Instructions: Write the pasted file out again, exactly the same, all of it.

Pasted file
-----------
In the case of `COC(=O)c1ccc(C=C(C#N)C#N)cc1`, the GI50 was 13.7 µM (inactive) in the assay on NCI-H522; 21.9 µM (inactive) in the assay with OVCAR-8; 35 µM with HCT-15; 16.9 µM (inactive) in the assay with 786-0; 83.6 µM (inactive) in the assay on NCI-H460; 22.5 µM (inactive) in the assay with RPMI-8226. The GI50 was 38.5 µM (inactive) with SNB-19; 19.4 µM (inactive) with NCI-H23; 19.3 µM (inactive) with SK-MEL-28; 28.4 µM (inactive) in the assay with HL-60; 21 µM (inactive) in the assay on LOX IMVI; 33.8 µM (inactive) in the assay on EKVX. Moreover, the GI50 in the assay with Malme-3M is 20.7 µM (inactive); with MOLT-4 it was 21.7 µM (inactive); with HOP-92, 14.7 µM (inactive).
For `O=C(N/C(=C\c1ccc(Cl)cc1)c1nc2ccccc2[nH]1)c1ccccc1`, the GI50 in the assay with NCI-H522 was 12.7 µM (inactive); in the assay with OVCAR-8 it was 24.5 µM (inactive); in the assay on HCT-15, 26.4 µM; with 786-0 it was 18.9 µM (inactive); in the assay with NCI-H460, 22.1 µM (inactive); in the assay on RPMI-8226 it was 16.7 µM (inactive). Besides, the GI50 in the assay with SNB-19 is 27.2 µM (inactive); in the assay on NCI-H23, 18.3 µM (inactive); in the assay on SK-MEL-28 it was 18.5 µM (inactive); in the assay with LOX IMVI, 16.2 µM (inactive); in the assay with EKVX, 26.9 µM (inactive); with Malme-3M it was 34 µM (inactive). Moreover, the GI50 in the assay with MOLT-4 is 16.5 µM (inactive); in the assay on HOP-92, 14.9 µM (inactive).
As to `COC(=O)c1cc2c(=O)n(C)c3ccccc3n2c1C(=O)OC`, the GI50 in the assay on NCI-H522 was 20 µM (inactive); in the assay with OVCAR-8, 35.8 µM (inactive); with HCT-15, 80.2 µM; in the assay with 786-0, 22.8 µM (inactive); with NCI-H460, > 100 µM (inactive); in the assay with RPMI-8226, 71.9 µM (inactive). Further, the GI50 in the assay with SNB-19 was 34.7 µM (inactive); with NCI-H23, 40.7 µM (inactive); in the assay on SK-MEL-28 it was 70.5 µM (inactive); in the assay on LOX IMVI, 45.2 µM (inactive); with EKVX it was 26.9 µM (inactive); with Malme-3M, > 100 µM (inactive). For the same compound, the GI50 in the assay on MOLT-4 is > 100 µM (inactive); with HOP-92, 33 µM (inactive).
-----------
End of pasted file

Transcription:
In the case of `COC(=O)c1ccc(C=C(C#N)C#N)cc1`, the GI50 was 13.7 µM (inactive) in the assay on NCI-H522; 21.9 µM (inactive) in the assay with OVCAR-8; 35 µM with HCT-15; 16.9 µM (inactive) in the assay with 786-0; 83.6 µM (inactive) in the assay on NCI-H460; 22.5 µM (inactive) in the assay with RPMI-8226. The GI50 was 38.5 µM (inactive) with SNB-19; 19.4 µM (inactive) with NCI-H23; 19.3 µM (inactive) with SK-MEL-28; 28.4 µM (inactive) in the assay with HL-60; 21 µM (inactive) in the assay on LOX IMVI; 33.8 µM (inactive) in the assay on EKVX. Moreover, the GI50 in the assay with Malme-3M is 20.7 µM (inactive); with MOLT-4 it was 21.7 µM (inactive); with HOP-92, 14.7 µM (inactive).
For `O=C(N/C(=C\c1ccc(Cl)cc1)c1nc2ccccc2[nH]1)c1ccccc1`, the GI50 in the assay with NCI-H522 was 12.7 µM (inactive); in the assay with OVCAR-8 it was 24.5 µM (inactive); in the assay on HCT-15, 26.4 µM; with 786-0 it was 18.9 µM (inactive); in the assay with NCI-H460, 22.1 µM (inactive); in the assay on RPMI-8226 it was 16.7 µM (inactive). Besides, the GI50 in the assay with SNB-19 is 27.2 µM (inactive); in the assay on NCI-H23, 18.3 µM (inactive); in the assay on SK-MEL-28 it was 18.5 µM (inactive); in the assay with LOX IMVI, 16.2 µM (inactive); in the assay with EKVX, 26.9 µM (inactive); with Malme-3M it was 34 µM (inactive). Moreover, the GI50 in the assay with MOLT-4 is 16.5 µM (inactive); in the assay on HOP-92, 14.9 µM (inactive).
As to `COC(=O)c1cc2c(=O)n(C)c3ccccc3n2c1C(=O)OC`, the GI50 in the assay on NCI-H522 was 20 µM (inactive); in the assay with OVCAR-8, 35.8 µM (inactive); with HCT-15, 80.2 µM; in the assay with 786-0, 22.8 µM (inactive); with NCI-H460, > 100 µM (inactive); in the assay with RPMI-8226, 71.9 µM (inactive). Further, the GI50 in the assay with SNB-19 was 34.7 µM (inactive); with NCI-H23, 40.7 µM (inactive); in the assay on SK-MEL-28 it was 70.5 µM (inactive); in the assay on LOX IMVI, 45.2 µM (inactive); with EKVX it was 26.9 µM (inactive); with Malme-3M, > 100 µM (inactive). For the same compound, the GI50 in the assay on MOLT-4 is > 100 µM (inactive); with HOP-92, 33 µM (inactive).